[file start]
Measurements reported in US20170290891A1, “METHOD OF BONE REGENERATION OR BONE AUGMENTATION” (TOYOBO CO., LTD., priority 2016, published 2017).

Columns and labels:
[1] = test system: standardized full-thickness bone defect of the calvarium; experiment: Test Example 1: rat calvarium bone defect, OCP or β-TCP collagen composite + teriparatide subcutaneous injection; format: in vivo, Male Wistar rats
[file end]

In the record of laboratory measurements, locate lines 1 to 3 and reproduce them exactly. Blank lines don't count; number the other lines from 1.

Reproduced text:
Measurements reported in US20170290891A1, “METHOD OF BONE REGENERATION OR BONE AUGMENTATION” (TOYOBO CO., LTD., priority 2016, published 2017).

Columns and labels:
[1] = test system: standardized full-thickness bone defect of the calvarium; experiment: Test Example 1: rat calvarium bone defect, OCP or β-TCP collagen composite + teriparatide subcutaneous injection; format: in vivo, Male Wistar rats